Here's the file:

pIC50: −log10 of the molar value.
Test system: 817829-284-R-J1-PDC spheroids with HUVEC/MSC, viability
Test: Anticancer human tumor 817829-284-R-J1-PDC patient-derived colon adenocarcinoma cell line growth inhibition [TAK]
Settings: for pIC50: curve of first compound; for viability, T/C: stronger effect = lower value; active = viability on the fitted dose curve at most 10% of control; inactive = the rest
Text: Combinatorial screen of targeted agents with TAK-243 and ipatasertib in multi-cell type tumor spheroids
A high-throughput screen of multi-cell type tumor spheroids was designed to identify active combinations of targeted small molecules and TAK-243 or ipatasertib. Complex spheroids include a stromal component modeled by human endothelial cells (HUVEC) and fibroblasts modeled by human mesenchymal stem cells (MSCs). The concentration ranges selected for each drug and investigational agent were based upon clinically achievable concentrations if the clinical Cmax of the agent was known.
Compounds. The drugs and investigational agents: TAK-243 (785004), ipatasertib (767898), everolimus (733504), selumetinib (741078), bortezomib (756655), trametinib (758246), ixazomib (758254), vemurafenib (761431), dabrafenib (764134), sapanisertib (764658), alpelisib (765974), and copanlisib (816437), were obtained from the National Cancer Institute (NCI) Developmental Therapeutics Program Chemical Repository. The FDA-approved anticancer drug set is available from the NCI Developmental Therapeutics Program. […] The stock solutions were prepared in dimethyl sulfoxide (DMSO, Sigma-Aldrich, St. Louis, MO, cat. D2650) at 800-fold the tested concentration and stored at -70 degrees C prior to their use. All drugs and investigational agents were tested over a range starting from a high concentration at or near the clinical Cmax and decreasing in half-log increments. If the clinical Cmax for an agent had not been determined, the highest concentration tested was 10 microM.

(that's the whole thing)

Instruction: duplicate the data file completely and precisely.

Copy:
pIC50: −log10 of the molar value.
Test system: 817829-284-R-J1-PDC spheroids with HUVEC/MSC, viability
Test: Anticancer human tumor 817829-284-R-J1-PDC patient-derived colon adenocarcinoma cell line growth inhibition [TAK]
Settings: for pIC50: curve of first compound; for viability, T/C: stronger effect = lower value; active = viability on the fitted dose curve at most 10% of control; inactive = the rest
Text: Combinatorial screen of targeted agents with TAK-243 and ipatasertib in multi-cell type tumor spheroids
A high-throughput screen of multi-cell type tumor spheroids was designed to identify active combinations of targeted small molecules and TAK-243 or ipatasertib. Complex spheroids include a stromal component modeled by human endothelial cells (HUVEC) and fibroblasts modeled by human mesenchymal stem cells (MSCs). The concentration ranges selected for each drug and investigational agent were based upon clinically achievable concentrations if the clinical Cmax of the agent was known.
Compounds. The drugs and investigational agents: TAK-243 (785004), ipatasertib (767898), everolimus (733504), selumetinib (741078), bortezomib (756655), trametinib (758246), ixazomib (758254), vemurafenib (761431), dabrafenib (764134), sapanisertib (764658), alpelisib (765974), and copanlisib (816437), were obtained from the National Cancer Institute (NCI) Developmental Therapeutics Program Chemical Repository. The FDA-approved anticancer drug set is available from the NCI Developmental Therapeutics Program. […] The stock solutions were prepared in dimethyl sulfoxide (DMSO, Sigma-Aldrich, St. Louis, MO, cat. D2650) at 800-fold the tested concentration and stored at -70 degrees C prior to their use. All drugs and investigational agents were tested over a range starting from a high concentration at or near the clinical Cmax and decreasing in half-log increments. If the clinical Cmax for an agent had not been determined, the highest concentration tested was 10 microM.